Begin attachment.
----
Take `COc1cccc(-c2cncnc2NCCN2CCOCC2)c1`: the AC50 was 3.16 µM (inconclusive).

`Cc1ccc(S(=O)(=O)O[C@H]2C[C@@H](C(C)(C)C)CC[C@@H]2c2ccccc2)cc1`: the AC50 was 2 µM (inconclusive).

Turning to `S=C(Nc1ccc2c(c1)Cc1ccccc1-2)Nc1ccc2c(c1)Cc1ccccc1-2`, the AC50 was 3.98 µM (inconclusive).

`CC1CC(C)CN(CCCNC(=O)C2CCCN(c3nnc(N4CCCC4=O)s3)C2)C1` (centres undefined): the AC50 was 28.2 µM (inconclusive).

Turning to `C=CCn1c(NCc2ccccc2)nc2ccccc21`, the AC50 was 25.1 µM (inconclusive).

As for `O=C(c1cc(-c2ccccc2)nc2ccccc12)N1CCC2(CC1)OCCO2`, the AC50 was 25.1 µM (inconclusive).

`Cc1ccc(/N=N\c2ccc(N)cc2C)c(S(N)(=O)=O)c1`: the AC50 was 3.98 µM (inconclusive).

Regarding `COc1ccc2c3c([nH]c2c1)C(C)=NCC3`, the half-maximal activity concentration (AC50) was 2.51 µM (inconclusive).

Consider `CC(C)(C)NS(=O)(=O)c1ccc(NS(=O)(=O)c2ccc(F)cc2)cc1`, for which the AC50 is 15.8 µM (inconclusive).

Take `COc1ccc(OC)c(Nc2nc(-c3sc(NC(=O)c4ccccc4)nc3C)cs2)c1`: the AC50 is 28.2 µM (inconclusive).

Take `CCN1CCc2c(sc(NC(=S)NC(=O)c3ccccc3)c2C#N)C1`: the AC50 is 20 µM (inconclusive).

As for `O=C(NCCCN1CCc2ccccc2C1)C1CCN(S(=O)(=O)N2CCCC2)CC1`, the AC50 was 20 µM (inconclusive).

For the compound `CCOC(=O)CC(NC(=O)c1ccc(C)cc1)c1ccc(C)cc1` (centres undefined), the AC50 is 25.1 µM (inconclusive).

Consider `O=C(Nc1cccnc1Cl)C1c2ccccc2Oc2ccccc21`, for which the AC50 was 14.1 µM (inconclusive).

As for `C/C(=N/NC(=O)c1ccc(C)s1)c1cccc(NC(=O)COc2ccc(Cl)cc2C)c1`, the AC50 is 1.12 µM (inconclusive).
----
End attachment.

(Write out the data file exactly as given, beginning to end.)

Take `COc1cccc(-c2cncnc2NCCN2CCOCC2)c1`: the AC50 was 3.16 µM (inconclusive).

`Cc1ccc(S(=O)(=O)O[C@H]2C[C@@H](C(C)(C)C)CC[C@@H]2c2ccccc2)cc1`: the AC50 was 2 µM (inconclusive).

Turning to `S=C(Nc1ccc2c(c1)Cc1ccccc1-2)Nc1ccc2c(c1)Cc1ccccc1-2`, the AC50 was 3.98 µM (inconclusive).

`CC1CC(C)CN(CCCNC(=O)C2CCCN(c3nnc(N4CCCC4=O)s3)C2)C1` (centres undefined): the AC50 was 28.2 µM (inconclusive).

Turning to `C=CCn1c(NCc2ccccc2)nc2ccccc21`, the AC50 was 25.1 µM (inconclusive).

As for `O=C(c1cc(-c2ccccc2)nc2ccccc12)N1CCC2(CC1)OCCO2`, the AC50 was 25.1 µM (inconclusive).

`Cc1ccc(/N=N\c2ccc(N)cc2C)c(S(N)(=O)=O)c1`: the AC50 was 3.98 µM (inconclusive).

Regarding `COc1ccc2c3c([nH]c2c1)C(C)=NCC3`, the half-maximal activity concentration (AC50) was 2.51 µM (inconclusive).

Consider `CC(C)(C)NS(=O)(=O)c1ccc(NS(=O)(=O)c2ccc(F)cc2)cc1`, for which the AC50 is 15.8 µM (inconclusive).

Take `COc1ccc(OC)c(Nc2nc(-c3sc(NC(=O)c4ccccc4)nc3C)cs2)c1`: the AC50 is 28.2 µM (inconclusive).

Take `CCN1CCc2c(sc(NC(=S)NC(=O)c3ccccc3)c2C#N)C1`: the AC50 is 20 µM (inconclusive).

As for `O=C(NCCCN1CCc2ccccc2C1)C1CCN(S(=O)(=O)N2CCCC2)CC1`, the AC50 was 20 µM (inconclusive).

For the compound `CCOC(=O)CC(NC(=O)c1ccc(C)cc1)c1ccc(C)cc1` (centres undefined), the AC50 is 25.1 µM (inconclusive).

Consider `O=C(Nc1cccnc1Cl)C1c2ccccc2Oc2ccccc21`, for which the AC50 was 14.1 µM (inconclusive).

As for `C/C(=N/NC(=O)c1ccc(C)s1)c1cccc(NC(=O)COc2ccc(Cl)cc2C)c1`, the AC50 is 1.12 µM (inconclusive).